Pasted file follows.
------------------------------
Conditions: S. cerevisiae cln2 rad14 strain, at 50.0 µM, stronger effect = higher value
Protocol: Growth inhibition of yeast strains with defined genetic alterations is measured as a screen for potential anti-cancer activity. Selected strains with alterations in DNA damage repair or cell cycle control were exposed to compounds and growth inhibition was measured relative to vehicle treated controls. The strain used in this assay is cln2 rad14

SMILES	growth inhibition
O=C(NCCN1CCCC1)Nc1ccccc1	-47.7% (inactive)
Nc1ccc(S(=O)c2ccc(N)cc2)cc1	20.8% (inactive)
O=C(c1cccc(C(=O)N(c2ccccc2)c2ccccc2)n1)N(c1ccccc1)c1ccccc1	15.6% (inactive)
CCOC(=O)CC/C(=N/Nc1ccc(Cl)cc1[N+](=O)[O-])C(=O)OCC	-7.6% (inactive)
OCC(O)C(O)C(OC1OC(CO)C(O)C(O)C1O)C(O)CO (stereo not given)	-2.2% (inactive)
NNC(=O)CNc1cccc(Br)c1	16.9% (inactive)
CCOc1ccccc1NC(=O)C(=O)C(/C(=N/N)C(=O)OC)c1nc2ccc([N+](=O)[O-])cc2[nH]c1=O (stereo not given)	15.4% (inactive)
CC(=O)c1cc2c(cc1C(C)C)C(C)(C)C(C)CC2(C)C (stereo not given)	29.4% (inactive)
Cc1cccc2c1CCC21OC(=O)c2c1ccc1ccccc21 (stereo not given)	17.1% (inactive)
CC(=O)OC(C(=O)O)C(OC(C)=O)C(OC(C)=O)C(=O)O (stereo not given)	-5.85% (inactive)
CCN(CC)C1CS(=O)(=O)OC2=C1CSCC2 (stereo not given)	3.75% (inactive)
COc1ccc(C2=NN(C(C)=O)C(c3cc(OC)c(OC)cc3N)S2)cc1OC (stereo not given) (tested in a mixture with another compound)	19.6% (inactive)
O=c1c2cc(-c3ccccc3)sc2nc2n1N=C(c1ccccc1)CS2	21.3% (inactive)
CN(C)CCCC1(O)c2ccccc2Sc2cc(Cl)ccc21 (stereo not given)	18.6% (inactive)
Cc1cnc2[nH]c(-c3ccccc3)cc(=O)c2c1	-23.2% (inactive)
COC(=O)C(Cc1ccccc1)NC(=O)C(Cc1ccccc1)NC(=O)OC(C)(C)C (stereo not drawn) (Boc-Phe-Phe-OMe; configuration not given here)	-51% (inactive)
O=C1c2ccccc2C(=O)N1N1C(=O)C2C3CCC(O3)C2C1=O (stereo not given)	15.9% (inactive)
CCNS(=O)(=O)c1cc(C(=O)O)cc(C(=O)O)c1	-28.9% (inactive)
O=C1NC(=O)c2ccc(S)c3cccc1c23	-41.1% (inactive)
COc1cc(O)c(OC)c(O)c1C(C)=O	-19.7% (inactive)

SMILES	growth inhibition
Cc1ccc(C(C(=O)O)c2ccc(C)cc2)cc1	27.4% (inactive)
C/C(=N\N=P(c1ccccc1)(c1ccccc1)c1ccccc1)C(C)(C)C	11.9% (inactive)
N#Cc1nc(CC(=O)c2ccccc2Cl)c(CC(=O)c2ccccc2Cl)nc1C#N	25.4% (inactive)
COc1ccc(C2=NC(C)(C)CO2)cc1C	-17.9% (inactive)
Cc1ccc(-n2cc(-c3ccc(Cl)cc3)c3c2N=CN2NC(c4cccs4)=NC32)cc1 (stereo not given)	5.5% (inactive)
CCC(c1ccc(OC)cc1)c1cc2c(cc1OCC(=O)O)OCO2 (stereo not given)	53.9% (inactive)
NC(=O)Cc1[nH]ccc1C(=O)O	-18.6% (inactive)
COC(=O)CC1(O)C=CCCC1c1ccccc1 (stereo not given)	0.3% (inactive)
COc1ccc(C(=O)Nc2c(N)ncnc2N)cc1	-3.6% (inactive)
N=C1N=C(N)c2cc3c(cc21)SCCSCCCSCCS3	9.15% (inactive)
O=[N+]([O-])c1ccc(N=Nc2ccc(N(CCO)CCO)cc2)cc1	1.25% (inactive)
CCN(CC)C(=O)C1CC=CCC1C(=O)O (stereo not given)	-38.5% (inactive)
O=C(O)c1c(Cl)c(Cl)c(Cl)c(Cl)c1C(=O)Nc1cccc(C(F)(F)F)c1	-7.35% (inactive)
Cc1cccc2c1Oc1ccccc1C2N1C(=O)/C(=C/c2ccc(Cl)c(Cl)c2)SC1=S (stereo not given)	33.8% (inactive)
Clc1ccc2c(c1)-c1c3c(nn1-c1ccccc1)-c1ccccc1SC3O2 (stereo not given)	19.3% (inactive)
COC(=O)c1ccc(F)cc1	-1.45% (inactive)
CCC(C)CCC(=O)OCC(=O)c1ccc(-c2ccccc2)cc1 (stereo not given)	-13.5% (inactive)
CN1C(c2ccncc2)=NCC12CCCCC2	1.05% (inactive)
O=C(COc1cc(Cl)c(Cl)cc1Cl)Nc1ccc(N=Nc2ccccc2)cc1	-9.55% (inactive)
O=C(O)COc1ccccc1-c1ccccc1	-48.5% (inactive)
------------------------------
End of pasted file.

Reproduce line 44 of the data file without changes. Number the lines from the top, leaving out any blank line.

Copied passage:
O=C(O)COc1ccccc1-c1ccccc1	-48.5% (inactive)